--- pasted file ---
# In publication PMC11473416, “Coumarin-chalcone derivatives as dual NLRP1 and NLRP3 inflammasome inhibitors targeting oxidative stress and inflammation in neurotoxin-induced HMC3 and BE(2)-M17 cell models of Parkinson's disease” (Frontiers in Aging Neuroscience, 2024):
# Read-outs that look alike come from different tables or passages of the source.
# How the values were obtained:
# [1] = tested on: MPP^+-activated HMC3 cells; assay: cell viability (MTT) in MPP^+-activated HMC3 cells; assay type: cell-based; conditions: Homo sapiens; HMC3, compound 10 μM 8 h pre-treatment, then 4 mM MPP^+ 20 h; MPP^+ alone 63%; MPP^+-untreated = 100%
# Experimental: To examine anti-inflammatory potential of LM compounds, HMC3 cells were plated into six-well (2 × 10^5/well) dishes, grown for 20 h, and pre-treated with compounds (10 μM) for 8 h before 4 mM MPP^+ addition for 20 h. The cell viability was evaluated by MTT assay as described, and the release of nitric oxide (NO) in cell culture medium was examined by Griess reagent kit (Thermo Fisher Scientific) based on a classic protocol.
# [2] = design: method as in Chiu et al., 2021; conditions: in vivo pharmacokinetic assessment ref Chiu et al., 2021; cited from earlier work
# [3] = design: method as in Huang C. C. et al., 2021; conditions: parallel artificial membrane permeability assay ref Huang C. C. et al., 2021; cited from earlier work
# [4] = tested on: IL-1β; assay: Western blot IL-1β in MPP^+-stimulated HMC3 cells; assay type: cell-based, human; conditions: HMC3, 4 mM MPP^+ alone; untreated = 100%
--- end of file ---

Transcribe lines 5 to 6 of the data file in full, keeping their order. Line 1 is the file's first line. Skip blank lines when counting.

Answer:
# Experimental: To examine anti-inflammatory potential of LM compounds, HMC3 cells were plated into six-well (2 × 10^5/well) dishes, grown for 20 h, and pre-treated with compounds (10 μM) for 8 h before 4 mM MPP^+ addition for 20 h. The cell viability was evaluated by MTT assay as described, and the release of nitric oxide (NO) in cell culture medium was examined by Griess reagent kit (Thermo Fisher Scientific) based on a classic protocol.
# [2] = design: method as in Chiu et al., 2021; conditions: in vivo pharmacokinetic assessment ref Chiu et al., 2021; cited from earlier work